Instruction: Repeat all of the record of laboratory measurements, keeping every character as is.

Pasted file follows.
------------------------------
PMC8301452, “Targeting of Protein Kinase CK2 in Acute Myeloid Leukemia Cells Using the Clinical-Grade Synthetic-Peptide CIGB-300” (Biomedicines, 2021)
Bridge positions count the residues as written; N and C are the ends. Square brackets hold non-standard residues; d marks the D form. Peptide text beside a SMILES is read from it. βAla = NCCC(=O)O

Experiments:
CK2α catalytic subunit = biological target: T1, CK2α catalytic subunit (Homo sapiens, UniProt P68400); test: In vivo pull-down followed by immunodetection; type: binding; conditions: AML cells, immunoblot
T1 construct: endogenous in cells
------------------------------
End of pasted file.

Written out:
PMC8301452, “Targeting of Protein Kinase CK2 in Acute Myeloid Leukemia Cells Using the Clinical-Grade Synthetic-Peptide CIGB-300” (Biomedicines, 2021)
Bridge positions count the residues as written; N and C are the ends. Square brackets hold non-standard residues; d marks the D form. Peptide text beside a SMILES is read from it. βAla = NCCC(=O)O

Experiments:
CK2α catalytic subunit = biological target: T1, CK2α catalytic subunit (Homo sapiens, UniProt P68400); test: In vivo pull-down followed by immunodetection; type: binding; conditions: AML cells, immunoblot
T1 construct: endogenous in cells